Re: Inconsistencies in our approach
Nick Phillips wrote:
> On Fri, Aug 01, 2003 at 09:50:13PM -0700, John H. Robinson, IV wrote:
%< snip of definitions >%
> Pretty good. I would have tried to phrase it slightly differently, but you
> have hit the nail on the head.
> If it's represented essentially as a sequence of 1s and 0s in a typical
> digital computer, and can be modified while the machine is running, and
> without moving anything except electrons around, it's software.
thank you. that was the point i was trying to make.
> Yes, there may be subcategories within "software" which may or may not be
> relevant in various situations. In the context of the DFSG, they are not.
i agree fully with the above.
> > this allows us to neatly sidestep the whole issue, because _online_
> > documentation would fit in one of the above four categories of software.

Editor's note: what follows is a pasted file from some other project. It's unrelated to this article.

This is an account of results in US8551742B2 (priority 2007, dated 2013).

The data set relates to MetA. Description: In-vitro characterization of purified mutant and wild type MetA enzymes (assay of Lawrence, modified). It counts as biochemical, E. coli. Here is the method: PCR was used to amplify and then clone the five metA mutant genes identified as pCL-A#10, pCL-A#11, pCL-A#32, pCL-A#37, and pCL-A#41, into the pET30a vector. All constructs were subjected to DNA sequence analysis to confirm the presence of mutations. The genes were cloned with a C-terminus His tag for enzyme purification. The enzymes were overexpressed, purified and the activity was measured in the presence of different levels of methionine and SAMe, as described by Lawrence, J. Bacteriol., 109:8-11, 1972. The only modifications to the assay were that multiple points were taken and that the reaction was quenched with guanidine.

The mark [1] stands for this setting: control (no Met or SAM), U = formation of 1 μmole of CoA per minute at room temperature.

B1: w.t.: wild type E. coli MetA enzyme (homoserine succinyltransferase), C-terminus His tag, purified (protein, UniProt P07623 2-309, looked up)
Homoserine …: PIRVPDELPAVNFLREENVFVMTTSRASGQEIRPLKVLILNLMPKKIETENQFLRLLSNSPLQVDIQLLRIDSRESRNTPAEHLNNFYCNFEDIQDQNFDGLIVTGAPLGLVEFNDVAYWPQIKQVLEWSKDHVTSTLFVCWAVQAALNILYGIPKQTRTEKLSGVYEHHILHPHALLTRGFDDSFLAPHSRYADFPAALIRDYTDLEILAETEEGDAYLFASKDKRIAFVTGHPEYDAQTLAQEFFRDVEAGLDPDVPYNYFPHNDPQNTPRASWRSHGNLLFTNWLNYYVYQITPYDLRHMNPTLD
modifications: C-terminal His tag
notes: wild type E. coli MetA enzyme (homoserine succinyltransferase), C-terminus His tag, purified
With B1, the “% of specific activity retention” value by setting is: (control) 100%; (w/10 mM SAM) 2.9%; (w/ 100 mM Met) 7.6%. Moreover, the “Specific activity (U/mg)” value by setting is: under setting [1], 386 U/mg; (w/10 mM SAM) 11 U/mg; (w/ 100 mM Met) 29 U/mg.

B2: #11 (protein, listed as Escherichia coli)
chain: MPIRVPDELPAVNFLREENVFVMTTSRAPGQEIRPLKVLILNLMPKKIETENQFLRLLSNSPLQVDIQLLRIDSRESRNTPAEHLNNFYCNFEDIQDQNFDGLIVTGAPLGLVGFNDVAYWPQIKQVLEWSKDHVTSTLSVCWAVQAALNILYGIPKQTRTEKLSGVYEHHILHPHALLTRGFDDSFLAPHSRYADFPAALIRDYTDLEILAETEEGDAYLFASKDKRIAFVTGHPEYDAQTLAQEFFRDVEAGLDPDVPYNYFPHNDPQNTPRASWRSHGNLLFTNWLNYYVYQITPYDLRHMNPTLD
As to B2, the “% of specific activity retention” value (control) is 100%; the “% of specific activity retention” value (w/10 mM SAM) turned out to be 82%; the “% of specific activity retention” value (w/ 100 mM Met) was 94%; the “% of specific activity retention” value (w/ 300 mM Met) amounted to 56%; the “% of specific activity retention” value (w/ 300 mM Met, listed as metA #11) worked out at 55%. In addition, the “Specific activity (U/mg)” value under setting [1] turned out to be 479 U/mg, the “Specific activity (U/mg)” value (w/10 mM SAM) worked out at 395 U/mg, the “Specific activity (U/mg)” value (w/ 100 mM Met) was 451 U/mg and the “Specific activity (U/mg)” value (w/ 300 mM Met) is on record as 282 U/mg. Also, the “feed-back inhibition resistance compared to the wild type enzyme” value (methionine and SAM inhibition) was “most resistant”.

> It's not a neat sidestep, it's just The Way It Is... people trying to justify
> including non-free software (which happens to fall into the "documentation"
> subcategory) in Debian are the ones trying to perform the neat sidestep.
perhaps using sidestep was a poor choice of words. the idea is that it
does not matter _what_ the sub-classifications are. the fact is that all
subclassification are under the heading of ``software'' so it simply
does not matter.
> Oh, and I agree with Manoj; the boundaries of the subcategories are unclear.
i also agree. i realised that as i wrote it. take a perl script: is it a
program? is it data? is it documentation? is it all of the above at the
does it _really_ matter? no. it does not matter. it is still
_software_. the DFSG can apply no matter how you slice the script.
that was the whole point.
please do not get caught up on th subclassifications. they merely
illustrate the point that they are all software; RFC's in electronic